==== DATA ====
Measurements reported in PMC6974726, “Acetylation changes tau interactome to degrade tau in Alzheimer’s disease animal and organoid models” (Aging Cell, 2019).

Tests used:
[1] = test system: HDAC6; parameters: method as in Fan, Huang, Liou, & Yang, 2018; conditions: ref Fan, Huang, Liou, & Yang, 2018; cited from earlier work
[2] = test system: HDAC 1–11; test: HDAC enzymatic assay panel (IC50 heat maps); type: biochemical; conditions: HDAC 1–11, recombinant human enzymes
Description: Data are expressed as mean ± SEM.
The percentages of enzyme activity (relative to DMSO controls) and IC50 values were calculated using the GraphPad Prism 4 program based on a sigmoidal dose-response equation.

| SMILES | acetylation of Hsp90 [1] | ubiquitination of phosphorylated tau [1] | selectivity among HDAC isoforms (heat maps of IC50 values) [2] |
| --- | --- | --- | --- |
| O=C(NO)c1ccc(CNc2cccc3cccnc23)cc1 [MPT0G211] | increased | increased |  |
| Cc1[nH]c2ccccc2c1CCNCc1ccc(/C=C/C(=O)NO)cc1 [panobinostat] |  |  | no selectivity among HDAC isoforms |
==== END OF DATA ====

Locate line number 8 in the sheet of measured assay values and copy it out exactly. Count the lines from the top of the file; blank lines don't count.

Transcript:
| --- | --- | --- | --- |